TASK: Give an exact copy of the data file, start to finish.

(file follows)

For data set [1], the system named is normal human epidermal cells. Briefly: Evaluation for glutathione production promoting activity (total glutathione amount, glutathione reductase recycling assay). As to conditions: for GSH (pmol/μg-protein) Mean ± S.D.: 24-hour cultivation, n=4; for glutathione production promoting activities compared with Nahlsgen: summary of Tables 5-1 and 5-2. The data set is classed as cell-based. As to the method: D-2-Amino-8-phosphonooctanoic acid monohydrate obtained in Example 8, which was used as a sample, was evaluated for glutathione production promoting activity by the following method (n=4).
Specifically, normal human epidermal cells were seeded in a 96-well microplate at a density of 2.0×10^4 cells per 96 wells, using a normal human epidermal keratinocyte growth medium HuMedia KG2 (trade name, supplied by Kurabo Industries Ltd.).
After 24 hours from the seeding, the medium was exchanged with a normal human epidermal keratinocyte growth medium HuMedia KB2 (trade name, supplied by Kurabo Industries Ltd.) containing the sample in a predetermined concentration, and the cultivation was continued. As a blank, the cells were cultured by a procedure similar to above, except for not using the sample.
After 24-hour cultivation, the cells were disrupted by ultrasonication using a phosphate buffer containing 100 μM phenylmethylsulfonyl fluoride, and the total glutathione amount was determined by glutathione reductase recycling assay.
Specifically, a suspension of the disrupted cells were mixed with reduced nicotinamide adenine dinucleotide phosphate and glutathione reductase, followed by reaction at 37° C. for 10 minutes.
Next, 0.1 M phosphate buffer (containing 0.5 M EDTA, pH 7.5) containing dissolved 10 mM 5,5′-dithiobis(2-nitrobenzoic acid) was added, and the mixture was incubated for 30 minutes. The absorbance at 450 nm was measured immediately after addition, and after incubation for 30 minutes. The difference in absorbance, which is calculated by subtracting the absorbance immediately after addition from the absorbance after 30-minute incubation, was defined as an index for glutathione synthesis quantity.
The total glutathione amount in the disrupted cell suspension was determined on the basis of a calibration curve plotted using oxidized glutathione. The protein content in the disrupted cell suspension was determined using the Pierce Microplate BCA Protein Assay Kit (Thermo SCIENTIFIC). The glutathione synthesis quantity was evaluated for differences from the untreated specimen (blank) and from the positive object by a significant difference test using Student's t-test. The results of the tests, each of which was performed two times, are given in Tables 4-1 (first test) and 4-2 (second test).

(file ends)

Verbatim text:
For data set [1], the system named is normal human epidermal cells. Briefly: Evaluation for glutathione production promoting activity (total glutathione amount, glutathione reductase recycling assay). As to conditions: for GSH (pmol/μg-protein) Mean ± S.D.: 24-hour cultivation, n=4; for glutathione production promoting activities compared with Nahlsgen: summary of Tables 5-1 and 5-2. The data set is classed as cell-based. As to the method: D-2-Amino-8-phosphonooctanoic acid monohydrate obtained in Example 8, which was used as a sample, was evaluated for glutathione production promoting activity by the following method (n=4).
Specifically, normal human epidermal cells were seeded in a 96-well microplate at a density of 2.0×10^4 cells per 96 wells, using a normal human epidermal keratinocyte growth medium HuMedia KG2 (trade name, supplied by Kurabo Industries Ltd.).
After 24 hours from the seeding, the medium was exchanged with a normal human epidermal keratinocyte growth medium HuMedia KB2 (trade name, supplied by Kurabo Industries Ltd.) containing the sample in a predetermined concentration, and the cultivation was continued. As a blank, the cells were cultured by a procedure similar to above, except for not using the sample.
After 24-hour cultivation, the cells were disrupted by ultrasonication using a phosphate buffer containing 100 μM phenylmethylsulfonyl fluoride, and the total glutathione amount was determined by glutathione reductase recycling assay.
Specifically, a suspension of the disrupted cells were mixed with reduced nicotinamide adenine dinucleotide phosphate and glutathione reductase, followed by reaction at 37° C. for 10 minutes.
Next, 0.1 M phosphate buffer (containing 0.5 M EDTA, pH 7.5) containing dissolved 10 mM 5,5′-dithiobis(2-nitrobenzoic acid) was added, and the mixture was incubated for 30 minutes. The absorbance at 450 nm was measured immediately after addition, and after incubation for 30 minutes. The difference in absorbance, which is calculated by subtracting the absorbance immediately after addition from the absorbance after 30-minute incubation, was defined as an index for glutathione synthesis quantity.
The total glutathione amount in the disrupted cell suspension was determined on the basis of a calibration curve plotted using oxidized glutathione. The protein content in the disrupted cell suspension was determined using the Pierce Microplate BCA Protein Assay Kit (Thermo SCIENTIFIC). The glutathione synthesis quantity was evaluated for differences from the untreated specimen (blank) and from the positive object by a significant difference test using Student's t-test. The results of the tests, each of which was performed two times, are given in Tables 4-1 (first test) and 4-2 (second test).